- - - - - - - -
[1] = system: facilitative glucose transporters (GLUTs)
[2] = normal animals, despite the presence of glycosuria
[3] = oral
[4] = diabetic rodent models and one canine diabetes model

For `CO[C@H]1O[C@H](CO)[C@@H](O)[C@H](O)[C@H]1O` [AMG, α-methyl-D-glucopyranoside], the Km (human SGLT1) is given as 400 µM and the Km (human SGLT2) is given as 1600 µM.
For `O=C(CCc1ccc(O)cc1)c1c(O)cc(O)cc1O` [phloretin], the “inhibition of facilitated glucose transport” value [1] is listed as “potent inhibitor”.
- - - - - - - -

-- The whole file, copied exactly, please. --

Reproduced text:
[1] = system: facilitative glucose transporters (GLUTs)
[2] = normal animals, despite the presence of glycosuria
[3] = oral
[4] = diabetic rodent models and one canine diabetes model

For `CO[C@H]1O[C@H](CO)[C@@H](O)[C@H](O)[C@H]1O` [AMG, α-methyl-D-glucopyranoside], the Km (human SGLT1) is given as 400 µM and the Km (human SGLT2) is given as 1600 µM.
For `O=C(CCc1ccc(O)cc1)c1c(O)cc(O)cc1O` [phloretin], the “inhibition of facilitated glucose transport” value [1] is listed as “potent inhibitor”.